6. Me, myself, bye: regional alterations in glutamate and the experience of ego dissolution with psilocybin

A closer inspection of what happens inside the brain during a psychedelic experience was done by Mason and colleagues. This paper investigates the changes in the neurotransmitter glutamate in different brain areas. The authors conclude that psychedelics may increase neuroplasticity via glutamatergic activity. In the double-blind, placebo-controlled brain imaging study, lower levels of hippocampal glutamate were associated with a positively experienced ego dissolution.

Many other studies in 2020 investigated the neuronal changes at the peak of a psychedelic experience. Alamia and colleagues provide further evidence of changed cortical waves under DMT. Whilst Varley and colleagues find that psilocybin and LSD increase fractal dimensions in brain areas related to spatial and temporal domains.

7. The Acute Effects of the Atypical Dissociative Hallucinogen Salvinorin A on Functional Connectivity in the Human Brain

Shaking up our understanding of the mechanisms of psychedelics is this study by Doss and colleagues. The study gave participants the k-opioid receptor agonist Salvinorin A and used an fMRI scanner to see what happened. Surprisingly, this very different-acting psychedelic elicited very similar effects like a decrease in the default mode network (DMN).

Although the study was small (n=12) and done with those who were very experienced with psychedelics (>250 experiences under their belt on average), it shows that other pathways may elicit similar effects in the brain. Something that is also argued by Müller and colleagues who found similar neuronal changes with MDMA.

8. Structure of a Hallucinogen-Activated Gq-Coupled 5-HT2A Serotonin Receptor

How psychedelics work inside the brain can be studied at different levels of explanation. The studies above, mostly, looked at changes in and between networks of brain areas. This study, published in the prestigious Cell, by Roth and colleagues offer an explanation at the level of the cell receptor, the 5-HT2A serotonin receptor.

This study, just like the one on tabernanthalog, increases our understanding of how to separate the brain-plasticity (therapeutic) effects from the acute psychedelic effects. It also, in quite technical language, explains how psychedelics bind to this serotonin receptor.

9. Direct Phosphorylation of Psilocin Enables Optimized cGMP Kilogram-Scale Manufacture of Psilocybin

A final area of interest this year was the production of psychedelics itself. If they are to be available for thousands (upon thousands) of people, the production (and administration) of psychedelics needs to be done at scale and with lower costs. Kargbo and colleagues (primarily at Usona Institute) have made available a way of making psilocybin at scale (1kg, or >33.000 high dosages).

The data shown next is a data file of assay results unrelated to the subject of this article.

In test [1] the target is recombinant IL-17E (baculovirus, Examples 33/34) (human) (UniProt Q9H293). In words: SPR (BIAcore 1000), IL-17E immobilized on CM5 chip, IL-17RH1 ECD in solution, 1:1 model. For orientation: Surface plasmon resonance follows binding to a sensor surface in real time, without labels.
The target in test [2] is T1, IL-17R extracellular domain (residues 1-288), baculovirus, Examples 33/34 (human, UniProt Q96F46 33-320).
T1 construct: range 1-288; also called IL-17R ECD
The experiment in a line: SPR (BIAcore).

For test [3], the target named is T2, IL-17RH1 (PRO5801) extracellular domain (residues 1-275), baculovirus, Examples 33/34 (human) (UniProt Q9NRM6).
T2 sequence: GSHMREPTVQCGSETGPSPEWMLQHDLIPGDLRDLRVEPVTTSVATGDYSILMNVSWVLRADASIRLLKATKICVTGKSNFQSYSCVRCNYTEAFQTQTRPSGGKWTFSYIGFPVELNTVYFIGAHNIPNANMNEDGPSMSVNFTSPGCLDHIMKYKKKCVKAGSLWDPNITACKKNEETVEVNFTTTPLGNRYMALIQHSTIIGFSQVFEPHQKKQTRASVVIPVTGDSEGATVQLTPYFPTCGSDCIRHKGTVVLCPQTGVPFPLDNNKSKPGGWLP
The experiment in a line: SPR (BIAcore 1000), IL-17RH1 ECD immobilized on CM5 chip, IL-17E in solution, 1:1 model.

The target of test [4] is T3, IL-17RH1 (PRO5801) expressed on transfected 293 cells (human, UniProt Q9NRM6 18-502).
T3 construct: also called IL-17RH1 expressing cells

This paper though wasn’t the only one to look at novel ways of producing psychedelics. Milne and colleagues were able to use brewer’s yeast to produce not only psilocybin, but also norbaeocystin, baeocystin, and aeruginascin. And co-authors on the paper of this section, Cozzi and Daley also synthesized DMT for clinical trials.

10. Psychedelics and Psychedelic-Assisted Psychotherapy

The studies above provide a glimpse into the brave new future of psychedelics research. They show the ways in which psychedelics can be beneficial, how they work in the brain, and even how we can produce them at scale. Looking back at the research, in the most often cited paper of the year, Reiff and colleagues summarize the current findings on psychedelics for psychedelic-assisted psychotherapy.

They identify and celebrate the studies with MDMA for PTSD, the psilocybin trials for depression and cancer-related anxiety. This review looked only until the middle of 2019 and since then studies like the ones above have added more evidence for psychedelics as therapeutics. Another review by Goldberg and colleagues came to a similar conclusion, finding large positive effects on a variety of mental health symptoms.

Notable Mentions of Psychedelic Papers in 2020

Next to sneaking in a number of papers in the text of the top 10, there were many other interesting papers that were published in 2020. Here is a small selection of other papers that stood out to me.